Last week, a US House committee agreed and approved a bill that would, among other things, provide loan guarantees for US companies wishing to start up rare earth material mining. Committee Chairman Bart Gordon said it was essential for the United States to start providing its own rare earth materials.During the Committee's markup hearing, Representative Gordon (D-TN) said “I believe it would be foolish to stake our national defense and our economic security on China’s good will, or hope that it will choose to compete in a fair and open global marketplace for rare earth. The stakes are simply too high.”

The US Defense Department is compiling a report on the national security impact of US dependence on the Chinese provided materials and this week, a Senate committee will probe the issue as well.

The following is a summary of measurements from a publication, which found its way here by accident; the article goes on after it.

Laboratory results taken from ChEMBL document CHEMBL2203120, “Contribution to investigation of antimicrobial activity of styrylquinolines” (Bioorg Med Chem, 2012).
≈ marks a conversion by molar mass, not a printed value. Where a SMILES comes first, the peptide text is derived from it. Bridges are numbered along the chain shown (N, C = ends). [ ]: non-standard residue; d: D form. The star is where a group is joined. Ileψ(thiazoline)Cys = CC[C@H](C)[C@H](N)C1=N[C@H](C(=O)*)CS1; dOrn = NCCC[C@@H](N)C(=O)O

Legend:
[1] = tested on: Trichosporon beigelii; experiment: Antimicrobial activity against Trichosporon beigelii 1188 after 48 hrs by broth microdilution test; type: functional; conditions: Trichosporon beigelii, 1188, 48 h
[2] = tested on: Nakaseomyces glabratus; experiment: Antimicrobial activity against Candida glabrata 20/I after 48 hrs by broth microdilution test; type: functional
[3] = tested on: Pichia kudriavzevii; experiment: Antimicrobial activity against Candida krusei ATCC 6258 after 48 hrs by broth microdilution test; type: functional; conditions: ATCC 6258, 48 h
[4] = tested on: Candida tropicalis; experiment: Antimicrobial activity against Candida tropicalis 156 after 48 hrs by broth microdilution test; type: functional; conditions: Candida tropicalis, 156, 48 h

You May Like

Video On the Scene: In Gaza, Darkness Brings Dread and Death

Palestinians fear nighttime raids, many feel abandoned by outside world, VOA's Scott Bobb reports More

African Small Farmers Could Be Key to Ending Food Insecurity

Experts say providing access to microloans, crop insurance, better storage facilities, irrigation, road systems and market information could enable greater production More

University of Michigan Wins Solar Car Race

Squad guided its student-designed solar-powered vehicle to fifth consecutive time victory in eight-day bi-annual American Solar Challenge More

This forum has been closed.
Comments
     
There are no comments in this forum. Be first and add one

Featured Videos

Your JavaScript is turned off or you have an old version of Adobe's Flash Player. Get the latest Flash player.
Vietnamese Staging Chinese Product Boycott After Oil Rig Spati
X
Reasey Poch
July 28, 2014 7:18 PM
China recently pulled an oil rig from an area of the disputed South China Sea that Vietnam also claims. Despite the action, the incident has had a lingering effect on consumers in Vietnam. VOA's Reasey Poch reports from Hanoi on an effort to boycott Chinese products.
Video

Video Vietnamese Staging Chinese Product Boycott After Oil Rig Spat